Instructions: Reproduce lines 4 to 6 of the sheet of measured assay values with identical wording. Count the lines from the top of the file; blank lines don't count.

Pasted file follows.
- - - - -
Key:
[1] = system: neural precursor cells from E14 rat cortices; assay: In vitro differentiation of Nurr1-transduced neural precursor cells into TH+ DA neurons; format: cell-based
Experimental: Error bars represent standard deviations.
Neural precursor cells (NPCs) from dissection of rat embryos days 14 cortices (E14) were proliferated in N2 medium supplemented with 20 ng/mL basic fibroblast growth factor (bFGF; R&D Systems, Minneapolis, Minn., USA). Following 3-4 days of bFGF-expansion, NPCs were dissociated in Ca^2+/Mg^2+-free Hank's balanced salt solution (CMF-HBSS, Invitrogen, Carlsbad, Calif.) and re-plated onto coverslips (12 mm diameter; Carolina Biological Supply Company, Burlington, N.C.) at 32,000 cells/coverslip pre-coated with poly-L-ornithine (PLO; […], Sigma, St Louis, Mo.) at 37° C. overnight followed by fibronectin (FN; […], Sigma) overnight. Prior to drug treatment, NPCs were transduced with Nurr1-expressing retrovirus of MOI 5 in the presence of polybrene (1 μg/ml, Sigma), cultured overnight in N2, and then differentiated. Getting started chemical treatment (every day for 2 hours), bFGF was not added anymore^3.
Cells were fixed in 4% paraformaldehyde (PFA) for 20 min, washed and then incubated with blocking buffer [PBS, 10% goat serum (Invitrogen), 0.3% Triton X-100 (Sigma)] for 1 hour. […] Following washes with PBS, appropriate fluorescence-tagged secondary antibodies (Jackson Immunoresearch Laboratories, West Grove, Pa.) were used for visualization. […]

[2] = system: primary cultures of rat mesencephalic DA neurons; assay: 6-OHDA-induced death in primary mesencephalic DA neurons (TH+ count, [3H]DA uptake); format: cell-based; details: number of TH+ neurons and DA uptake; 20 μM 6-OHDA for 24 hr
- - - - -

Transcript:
Neural precursor cells (NPCs) from dissection of rat embryos days 14 cortices (E14) were proliferated in N2 medium supplemented with 20 ng/mL basic fibroblast growth factor (bFGF; R&D Systems, Minneapolis, Minn., USA). Following 3-4 days of bFGF-expansion, NPCs were dissociated in Ca^2+/Mg^2+-free Hank's balanced salt solution (CMF-HBSS, Invitrogen, Carlsbad, Calif.) and re-plated onto coverslips (12 mm diameter; Carolina Biological Supply Company, Burlington, N.C.) at 32,000 cells/coverslip pre-coated with poly-L-ornithine (PLO; […], Sigma, St Louis, Mo.) at 37° C. overnight followed by fibronectin (FN; […], Sigma) overnight. Prior to drug treatment, NPCs were transduced with Nurr1-expressing retrovirus of MOI 5 in the presence of polybrene (1 μg/ml, Sigma), cultured overnight in N2, and then differentiated. Getting started chemical treatment (every day for 2 hours), bFGF was not added anymore^3.
Cells were fixed in 4% paraformaldehyde (PFA) for 20 min, washed and then incubated with blocking buffer [PBS, 10% goat serum (Invitrogen), 0.3% Triton X-100 (Sigma)] for 1 hour. […] Following washes with PBS, appropriate fluorescence-tagged secondary antibodies (Jackson Immunoresearch Laboratories, West Grove, Pa.) were used for visualization. […]

[2] = system: primary cultures of rat mesencephalic DA neurons; assay: 6-OHDA-induced death in primary mesencephalic DA neurons (TH+ count, [3H]DA uptake); format: cell-based; details: number of TH+ neurons and DA uptake; 20 μM 6-OHDA for 24 hr